New Airport Plan goes back to Court

Queenstown Airport's "nationally significant" expansion plans have been blocked by the High Court after an earlier Environment Court battle.

The Queenstown Airport Corporation has been engaged in a legal battle over undeveloped land that the airport says is critical to the long-term expansion of the aerodrome, the fastest-growing in New Zealand.

The land - owned by Porter family business Remarkables Park Ltd - was subject to a notice of requirement and labelled a nationally significant proposal by Environment Minister Amy Adams in 2011.

However, Remarkables Park opposed the bid for "priceless" land and argued other land near the airport was suitable for expansion, namely taxiways and hangars for light aircraft and helicopters.

With additional land, the airport proposed that general aviation move north of the runway, but Queenstown Lakes District Council, RPL and Air New Zealand objected.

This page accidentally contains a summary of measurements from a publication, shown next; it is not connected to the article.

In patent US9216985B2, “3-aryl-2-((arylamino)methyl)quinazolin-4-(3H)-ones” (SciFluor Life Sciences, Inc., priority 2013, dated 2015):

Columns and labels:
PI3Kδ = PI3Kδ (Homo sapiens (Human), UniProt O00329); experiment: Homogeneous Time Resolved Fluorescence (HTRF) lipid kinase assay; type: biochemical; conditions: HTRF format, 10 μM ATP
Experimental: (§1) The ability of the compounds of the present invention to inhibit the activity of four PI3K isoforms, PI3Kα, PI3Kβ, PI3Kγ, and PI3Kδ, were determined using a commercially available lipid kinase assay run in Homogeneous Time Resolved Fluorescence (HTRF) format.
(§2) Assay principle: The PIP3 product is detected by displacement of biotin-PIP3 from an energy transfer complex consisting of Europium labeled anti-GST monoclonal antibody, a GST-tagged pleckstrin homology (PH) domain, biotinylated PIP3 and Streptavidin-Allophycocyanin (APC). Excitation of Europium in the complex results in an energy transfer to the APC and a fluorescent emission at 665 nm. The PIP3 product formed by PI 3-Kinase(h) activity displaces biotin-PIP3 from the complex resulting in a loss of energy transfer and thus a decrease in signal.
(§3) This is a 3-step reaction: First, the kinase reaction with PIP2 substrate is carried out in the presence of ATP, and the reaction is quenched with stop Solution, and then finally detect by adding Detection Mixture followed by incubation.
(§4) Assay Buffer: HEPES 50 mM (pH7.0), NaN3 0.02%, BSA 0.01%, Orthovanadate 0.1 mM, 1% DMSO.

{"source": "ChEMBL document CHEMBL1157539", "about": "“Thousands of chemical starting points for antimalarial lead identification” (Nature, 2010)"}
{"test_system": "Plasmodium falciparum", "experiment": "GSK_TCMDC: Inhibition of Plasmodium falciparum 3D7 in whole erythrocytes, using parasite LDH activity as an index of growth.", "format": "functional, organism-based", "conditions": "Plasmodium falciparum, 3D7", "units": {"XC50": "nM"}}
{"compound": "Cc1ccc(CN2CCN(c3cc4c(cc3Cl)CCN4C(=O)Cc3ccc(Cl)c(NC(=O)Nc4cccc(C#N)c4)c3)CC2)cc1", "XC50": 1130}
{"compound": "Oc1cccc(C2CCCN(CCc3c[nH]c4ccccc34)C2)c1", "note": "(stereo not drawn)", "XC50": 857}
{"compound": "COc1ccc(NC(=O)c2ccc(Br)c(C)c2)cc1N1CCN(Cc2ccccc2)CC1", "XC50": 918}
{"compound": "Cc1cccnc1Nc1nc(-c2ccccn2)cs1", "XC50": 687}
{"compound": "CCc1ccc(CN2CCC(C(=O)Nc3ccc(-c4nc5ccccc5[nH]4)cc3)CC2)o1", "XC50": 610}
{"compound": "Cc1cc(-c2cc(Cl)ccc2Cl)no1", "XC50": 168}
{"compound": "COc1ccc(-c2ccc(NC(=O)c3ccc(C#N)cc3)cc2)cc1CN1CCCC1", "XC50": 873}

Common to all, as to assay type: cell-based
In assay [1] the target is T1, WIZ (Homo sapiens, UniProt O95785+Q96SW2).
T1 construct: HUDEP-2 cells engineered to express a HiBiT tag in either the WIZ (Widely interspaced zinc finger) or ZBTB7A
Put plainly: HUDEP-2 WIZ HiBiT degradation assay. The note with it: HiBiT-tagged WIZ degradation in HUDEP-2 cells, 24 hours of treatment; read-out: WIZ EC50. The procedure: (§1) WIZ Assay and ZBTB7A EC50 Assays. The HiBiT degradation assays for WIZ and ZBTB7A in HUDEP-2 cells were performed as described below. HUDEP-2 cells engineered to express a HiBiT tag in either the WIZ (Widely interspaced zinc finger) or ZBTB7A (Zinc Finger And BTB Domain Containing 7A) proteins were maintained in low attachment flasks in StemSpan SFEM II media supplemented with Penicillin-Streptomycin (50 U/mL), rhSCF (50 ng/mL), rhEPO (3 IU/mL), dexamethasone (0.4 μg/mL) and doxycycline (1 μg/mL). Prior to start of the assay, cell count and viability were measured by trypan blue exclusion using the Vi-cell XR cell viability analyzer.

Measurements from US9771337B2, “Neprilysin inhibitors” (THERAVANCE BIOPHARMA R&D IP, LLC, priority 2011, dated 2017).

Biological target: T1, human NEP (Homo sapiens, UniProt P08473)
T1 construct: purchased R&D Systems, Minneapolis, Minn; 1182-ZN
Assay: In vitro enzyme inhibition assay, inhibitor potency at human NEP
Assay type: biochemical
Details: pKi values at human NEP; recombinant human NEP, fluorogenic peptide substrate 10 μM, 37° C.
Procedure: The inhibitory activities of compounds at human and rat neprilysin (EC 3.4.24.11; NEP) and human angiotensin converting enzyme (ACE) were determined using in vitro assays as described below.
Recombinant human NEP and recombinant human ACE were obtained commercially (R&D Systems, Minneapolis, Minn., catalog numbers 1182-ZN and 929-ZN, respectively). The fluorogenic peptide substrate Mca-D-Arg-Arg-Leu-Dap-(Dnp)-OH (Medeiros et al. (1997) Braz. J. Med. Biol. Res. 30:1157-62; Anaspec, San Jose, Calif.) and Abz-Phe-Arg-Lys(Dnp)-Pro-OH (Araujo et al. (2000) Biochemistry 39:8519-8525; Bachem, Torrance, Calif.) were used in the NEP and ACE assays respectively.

The court decision by Justice Christian Whata in the Invercargill High Court directed the case back to the Environment Court to reconsider aspects of its interim judgment.

He said the court erred regarding considerations of a separation distance between a main runway strip and taxiway, failed to correctly assess RPL claims or allow an opportunity to address "scarcity of industrial land".

An interim decision last year directed amendments to the notice of requirement.

Judge Whata directed the court to reconsider whether the notice of requirement should be cancelled or modified in relation to runway separations and the assessment of alternatives.

Remarkables Park director Alastair Porter said: "We're very happy with the direction of the High Court."

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